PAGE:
UNKNOWN DIMENSION: THE STORY OF PARANORMAL ACTIVITY (2021)
Documentary written and directed by Joe Bandelli starts us off with a brief history of found footage horrors from Cannibal Holocaust to The Mcpherson Tape, to The Blair Witch Project. We then meet Oren Peli who details how he got the idea for the first film, in this now classic franchise, from his own experiences hearing strange noises in his new home. He details the casting of Katie Featherston and Micah Sloat, who then join the documentary to give anecdotes of their own, on filming the first Paranormal Activity on a shoestring budget and with what barely could be called a script. The film then takes us on the long road to its eventual theatrical release, with interviews from various producers and horror journalists, as the film becomes a box office smash, and a franchise is born. Bandelli then brings in a host of actors and filmmakers as he takes us on the journey of the making of the film’s sequels, leading up to the recent seventh film that was still filming when this documentary was completed.
Bandelli crafts a fun and informative look at the history of one of modern horror’s most famous and successful movie franchises from the perspective of those involved. The writer/director brings in a host of talent from behind and in front of the cameras, to give a detailed and entertaining look at how what was basically little more than a home movie, turned into a near billion-dollar movie franchise. If you are a fan of this series, it is fun to see the stars from the original film, and all the sequels, return these many years later to describe their time working on the flicks, and even some honest commentary from the people involved on what led the series into its decline in the later installments. If you are a fan of the Paranormal Activity films and are curious about how it all came together, this is definitely a recommended watch on Paramount+.
I like the Paranormal Activity series. It’s a minimalist smoke and mirrors approach that let’s your imagination conjure up a good deal of the scares and a pleasant change from some of the more gruesome stuff that I love and entertain myself with. But, with a third installment, the question is, can they keep the formula fresh, and your imaginations properly manipulated? The answer is yes! PA3 directors Henry Joost and Ariel Shulman (directors and writers of the indie hit Catfish) take the reins and take us back to 1988 when sisters Katie (Chloe Csengery) and Kristi (Jessica Tyler Brown) are little girls and all the bumps in the night began.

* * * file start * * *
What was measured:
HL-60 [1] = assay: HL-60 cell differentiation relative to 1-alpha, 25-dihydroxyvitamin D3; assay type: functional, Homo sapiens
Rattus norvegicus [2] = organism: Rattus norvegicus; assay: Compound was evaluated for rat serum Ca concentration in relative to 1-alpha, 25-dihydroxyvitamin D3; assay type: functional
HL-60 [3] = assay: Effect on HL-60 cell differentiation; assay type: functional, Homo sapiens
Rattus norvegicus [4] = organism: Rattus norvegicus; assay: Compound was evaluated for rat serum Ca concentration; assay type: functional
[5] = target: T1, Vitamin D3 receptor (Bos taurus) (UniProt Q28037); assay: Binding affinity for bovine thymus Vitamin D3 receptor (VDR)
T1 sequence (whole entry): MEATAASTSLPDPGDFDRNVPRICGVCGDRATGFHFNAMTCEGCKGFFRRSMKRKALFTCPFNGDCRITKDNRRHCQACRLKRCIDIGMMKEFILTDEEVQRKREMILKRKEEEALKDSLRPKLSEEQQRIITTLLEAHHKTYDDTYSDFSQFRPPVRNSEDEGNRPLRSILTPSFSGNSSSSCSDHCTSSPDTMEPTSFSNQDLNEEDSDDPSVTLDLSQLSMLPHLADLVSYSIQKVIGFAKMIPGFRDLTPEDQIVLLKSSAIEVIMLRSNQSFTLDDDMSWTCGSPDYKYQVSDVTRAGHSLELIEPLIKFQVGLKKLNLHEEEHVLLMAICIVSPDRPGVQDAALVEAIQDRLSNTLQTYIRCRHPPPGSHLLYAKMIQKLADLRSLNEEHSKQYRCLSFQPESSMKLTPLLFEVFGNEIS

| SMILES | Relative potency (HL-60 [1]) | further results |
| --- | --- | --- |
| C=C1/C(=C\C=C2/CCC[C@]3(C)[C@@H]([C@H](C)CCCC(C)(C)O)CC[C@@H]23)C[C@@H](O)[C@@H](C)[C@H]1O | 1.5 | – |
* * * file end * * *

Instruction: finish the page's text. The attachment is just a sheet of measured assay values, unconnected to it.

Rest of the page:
And these two know how to manipulate the formula and crank it up, while also adding some welcome humor to the mix. Where 1 & 2 were a slow burn, PA3 starts almost immediately. When strange noises start to occur and Kristi starts talking to an imaginary friend, their single mom Julie’s (Lauren Bittner) boyfriend Dennis (Chris Smith), a wedding videographer, sets up cameras in the house to capture what’s going on and… we all know what comes next…and the makers of PA3 are counting on it. They know we know what to expect and when, and cleverly use that against us. That and they use a fantastic gimmick involving a camera mounted on an oscillating fan base, and with it Joost and Schulman take us on a roller-coaster ride of delightfully scary fun. You literally sit there, eyes darting all about the frame trying to anticipate where the next scare is coming. And Joost and Schulman lure you in every time. In the film’s final act, we do go into slightly new territory for this series and in some truly bone chilling sequences get an idea as to why Katie and family are targeted by this malevolent force. To say anymore would spoil an extremely nerve-wracking and nail-biting climax that is as haunting as it is revealing.
Most of the cast are new and perform well, especially the little girls who really handle their difficult roles with surprisingly strong performances while Bittner and Smith make a very real and charming couple. We like this bunch and therefor care about them. Series star Katie Featherston also does appear briefly as adult Katie, as does Sprague Grayden as Kristi, which helps us better link this with the previous two flicks. The FX are minimal as usual but really effective and the POV camera style still works just fine with a little suspension of disbelief.
A fun addition to the series and while I do understand why they don’t appeal to everyone, I have a good time with these, especially in a packed movie house where horror movies should be seen. The home media release includes a director’s cut that is a bit longer and has some amusing bits added in.